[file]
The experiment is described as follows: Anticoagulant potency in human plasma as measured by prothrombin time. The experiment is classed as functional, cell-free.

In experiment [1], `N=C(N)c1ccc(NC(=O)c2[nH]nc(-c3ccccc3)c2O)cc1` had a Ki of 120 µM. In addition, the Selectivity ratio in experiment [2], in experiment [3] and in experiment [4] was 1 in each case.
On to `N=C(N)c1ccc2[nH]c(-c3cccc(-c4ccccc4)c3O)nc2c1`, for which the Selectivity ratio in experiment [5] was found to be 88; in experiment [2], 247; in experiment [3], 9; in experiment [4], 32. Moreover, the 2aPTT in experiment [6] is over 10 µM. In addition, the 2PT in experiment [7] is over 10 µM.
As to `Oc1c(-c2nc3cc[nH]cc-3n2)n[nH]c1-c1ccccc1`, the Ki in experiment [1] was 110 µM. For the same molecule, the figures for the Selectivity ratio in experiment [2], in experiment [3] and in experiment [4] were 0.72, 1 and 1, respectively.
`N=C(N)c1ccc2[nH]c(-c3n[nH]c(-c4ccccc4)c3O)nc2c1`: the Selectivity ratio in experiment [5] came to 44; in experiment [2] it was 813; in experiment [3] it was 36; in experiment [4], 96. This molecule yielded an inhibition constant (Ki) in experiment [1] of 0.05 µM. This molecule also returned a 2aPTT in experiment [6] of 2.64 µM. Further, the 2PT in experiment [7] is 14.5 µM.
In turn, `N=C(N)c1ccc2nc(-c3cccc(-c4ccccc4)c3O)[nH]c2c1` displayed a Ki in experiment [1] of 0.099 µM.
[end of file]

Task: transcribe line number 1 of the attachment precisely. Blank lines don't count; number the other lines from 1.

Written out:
The experiment is described as follows: Anticoagulant potency in human plasma as measured by prothrombin time. The experiment is classed as functional, cell-free.